NEW YORK DAILY NEWS
Wednesday, October 28, 2015, 2:04 AM
Jeurys Familia watches as Alex Gordon’s home run sails over the center field wall.
KANSAS CITY – The Mets took a gut punch as soon as Alex Gordon’s bat met Jeurys Familia’s 97 mile per hour sinker in the ninth inning.
The ball soared over the center field wall, Kauffman Stadium going crazy and Familia’s veneer of invincibility gone, at least for one night. The Royals who went on to win Game 1, 5-4 in 14 innings, were the first team to crack the Mets’ superlative closer in this postseason and the series may turn on whether they can do it again.
“It is what it is,” Jon Niese said of Familia. “It’s hard to believe, because he’s so good. But it happens to the best of them. He’s going to come back.”
The Mets can’t win a battle of the bullpens against the Royals unless Familia is soaring. Collins has said several times recently that his ideal relief scenario involves the starter getting deep enough into the game that the next man who pitches is Familia.
“I’ve never seen him before and knew he was really good,” Gordon said. “I definitely wasn’t trying to (hit a home run).”
That speaks just as much to the shaky state of the Mets’ setup crew as it does to Familia’s terrific freshman season owning the ninth.
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The Mets’ closer, who got the job when Jenrry Mejia was slapped with his first drug suspension, entered the World Series having been unscored upon in 9.2 postseason innings and holding opponents to an .065 average.
He’s been the relief rock and he seemed to keep it going when he wriggled free of a Tyler Clippard-created jam, nailing down the final out of the eighth inning with runners on first and third. But he was not up to a four-out save this time.
Funny, considering that the Mets got decent outings from some of the much-maligned other relievers, though Clippard was shaky again despite not giving up any runs. He started the eighth and gave up a leadoff double, got two strikeouts and then walked a batter before giving way to Familia.
But Addison Reed delivered a scoreless seventh inning and Jon Niese, used to starting, threw two shutout innings. Collins turned the game over to Bartolo Colon after Niese was done. Colon pitched well but ended up taking the loss on Eric Hosmer’s sac fly in the 14th.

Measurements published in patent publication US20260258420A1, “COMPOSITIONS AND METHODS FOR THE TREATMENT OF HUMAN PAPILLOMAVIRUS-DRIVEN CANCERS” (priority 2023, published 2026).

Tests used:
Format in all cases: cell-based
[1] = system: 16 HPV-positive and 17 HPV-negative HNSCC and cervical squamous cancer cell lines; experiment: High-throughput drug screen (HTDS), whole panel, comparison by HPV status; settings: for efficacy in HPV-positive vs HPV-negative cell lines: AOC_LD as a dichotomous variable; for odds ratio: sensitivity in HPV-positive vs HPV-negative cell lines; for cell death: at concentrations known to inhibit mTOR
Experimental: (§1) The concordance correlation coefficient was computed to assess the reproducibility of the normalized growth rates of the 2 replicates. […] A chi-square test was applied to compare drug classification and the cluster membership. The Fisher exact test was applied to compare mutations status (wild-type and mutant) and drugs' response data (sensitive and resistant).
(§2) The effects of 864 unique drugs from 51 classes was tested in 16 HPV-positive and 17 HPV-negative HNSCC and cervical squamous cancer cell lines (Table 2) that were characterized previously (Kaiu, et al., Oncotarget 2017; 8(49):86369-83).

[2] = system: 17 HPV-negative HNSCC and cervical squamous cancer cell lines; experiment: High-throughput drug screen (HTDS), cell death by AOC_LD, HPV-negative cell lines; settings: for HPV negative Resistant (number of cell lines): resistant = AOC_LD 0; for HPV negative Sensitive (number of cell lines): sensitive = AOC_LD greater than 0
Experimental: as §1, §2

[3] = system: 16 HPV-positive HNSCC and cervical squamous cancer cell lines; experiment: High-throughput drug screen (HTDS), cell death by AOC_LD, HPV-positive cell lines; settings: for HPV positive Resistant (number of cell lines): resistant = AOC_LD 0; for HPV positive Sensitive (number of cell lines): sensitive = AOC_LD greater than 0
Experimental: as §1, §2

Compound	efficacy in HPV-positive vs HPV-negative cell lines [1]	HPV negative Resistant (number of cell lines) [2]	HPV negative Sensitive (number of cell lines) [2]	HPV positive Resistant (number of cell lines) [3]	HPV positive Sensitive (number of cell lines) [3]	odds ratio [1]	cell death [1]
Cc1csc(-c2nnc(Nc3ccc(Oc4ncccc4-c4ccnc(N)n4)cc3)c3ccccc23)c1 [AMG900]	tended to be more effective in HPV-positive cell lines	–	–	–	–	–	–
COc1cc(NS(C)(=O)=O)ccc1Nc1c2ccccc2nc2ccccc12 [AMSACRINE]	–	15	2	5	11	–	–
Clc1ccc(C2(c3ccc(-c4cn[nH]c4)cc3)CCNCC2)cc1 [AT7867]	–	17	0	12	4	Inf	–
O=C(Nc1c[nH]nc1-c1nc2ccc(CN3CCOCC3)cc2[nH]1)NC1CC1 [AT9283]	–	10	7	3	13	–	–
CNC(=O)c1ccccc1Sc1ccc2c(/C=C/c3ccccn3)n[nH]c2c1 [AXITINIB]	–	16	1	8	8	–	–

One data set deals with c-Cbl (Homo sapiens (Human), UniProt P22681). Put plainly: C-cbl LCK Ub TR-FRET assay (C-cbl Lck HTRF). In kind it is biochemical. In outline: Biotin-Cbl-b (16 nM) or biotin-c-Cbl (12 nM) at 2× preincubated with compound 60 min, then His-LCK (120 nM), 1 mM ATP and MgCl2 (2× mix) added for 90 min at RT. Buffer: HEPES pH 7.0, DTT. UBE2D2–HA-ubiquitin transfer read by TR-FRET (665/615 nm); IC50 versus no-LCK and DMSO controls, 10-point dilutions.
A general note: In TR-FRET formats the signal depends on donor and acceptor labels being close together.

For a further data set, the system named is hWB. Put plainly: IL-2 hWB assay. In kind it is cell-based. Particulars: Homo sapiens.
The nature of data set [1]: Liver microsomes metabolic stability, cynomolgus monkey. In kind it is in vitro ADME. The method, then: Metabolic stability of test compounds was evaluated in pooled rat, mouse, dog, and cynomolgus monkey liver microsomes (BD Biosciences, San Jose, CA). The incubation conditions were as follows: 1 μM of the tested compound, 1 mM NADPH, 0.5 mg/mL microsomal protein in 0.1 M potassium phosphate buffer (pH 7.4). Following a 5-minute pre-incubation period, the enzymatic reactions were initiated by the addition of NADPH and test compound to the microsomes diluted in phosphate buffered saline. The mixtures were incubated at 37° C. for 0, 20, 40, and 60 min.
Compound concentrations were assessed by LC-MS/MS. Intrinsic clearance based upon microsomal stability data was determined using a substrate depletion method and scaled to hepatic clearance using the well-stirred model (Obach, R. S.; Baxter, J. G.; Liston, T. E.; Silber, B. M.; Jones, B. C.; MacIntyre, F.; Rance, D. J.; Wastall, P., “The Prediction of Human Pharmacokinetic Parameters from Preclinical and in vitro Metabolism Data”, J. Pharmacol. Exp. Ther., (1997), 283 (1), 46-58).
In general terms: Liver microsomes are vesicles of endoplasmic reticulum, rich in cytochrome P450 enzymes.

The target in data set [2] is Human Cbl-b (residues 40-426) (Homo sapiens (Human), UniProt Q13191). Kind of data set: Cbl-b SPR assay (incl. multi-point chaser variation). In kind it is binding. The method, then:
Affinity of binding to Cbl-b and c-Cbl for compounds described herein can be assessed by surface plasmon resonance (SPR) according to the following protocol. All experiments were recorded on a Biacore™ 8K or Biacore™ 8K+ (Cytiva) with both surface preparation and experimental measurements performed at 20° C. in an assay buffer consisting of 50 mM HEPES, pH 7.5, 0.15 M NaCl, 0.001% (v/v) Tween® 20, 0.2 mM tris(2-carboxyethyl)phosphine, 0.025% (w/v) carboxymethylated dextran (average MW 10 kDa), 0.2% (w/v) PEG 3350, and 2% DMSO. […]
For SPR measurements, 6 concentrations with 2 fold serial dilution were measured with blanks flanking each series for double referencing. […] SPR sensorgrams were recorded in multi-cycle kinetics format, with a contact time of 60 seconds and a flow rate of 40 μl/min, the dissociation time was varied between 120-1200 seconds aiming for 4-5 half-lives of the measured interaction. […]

Thing is, the Mets likely will have to lean on their bullpen. For all the talk about their starters lasting deep into playoff games — Collins is among the people who have said this — they only pitched seven innings or more three times in the 10 postseason games they have played.
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The blown save is Familia’s first since July and it’s his first earned run of the postseason.
Jacob deGrom threw seven innings in Game 1 of the division series and also in Game 3 of the NLCS. Harvey threw 7.2 innings in the NLCS opener. Here are the starter innings for their other postseason games: 6.1 from Noah Syndergaard, five from Matt Harvey, five from Steven Matz, six by deGrom, 5.2 from Syndergaard, 4.2 from Matz and six from Harvey Tuesday night.
Collins says the Mets needed relievers in more set roles during the season because innings-limits at times affected how deep their starters could go into games.
As Collins phrased it, “We’ve needed it because we had all these restrictions…So all of a sudden that seventh inning became a pretty big monster.”
Now that it’s the World Series, maybe the starters will pitch deeper. There’s been a lot of talk around the Series about how the Royals like to put the ball in play. They’re not afraid to swing at a fastball.
“With the stuff guys are featuring now, you can’t afford to give strikes away,” KC’s Eric Hosmer says. “You can’t afford to put yourself in a hole.
“That’s our approach as an offense – to be aggressive, not wait around. Especially when you have guys with the athleticism that we have, we feel that if we put the ball in play and try to make something happen, it’s way more beneficial than if we went up there not swinging the bat.”
Maybe that means the Mets’ aces can keep their pitch counts down – strikeouts do take a bit of work. Quick outs might keep them in the game longer, allowing Collins to get into his perfect bullpen scenario, starter to Familia.
Familia didn’t hold up his end of the deal Tuesday night and now maybe his postseason aura is cracked. The Mets have to hope that does happen again, especially with all the other bullpen concerns they’ve got.
BY Bill Price
October 27, 6:23PM
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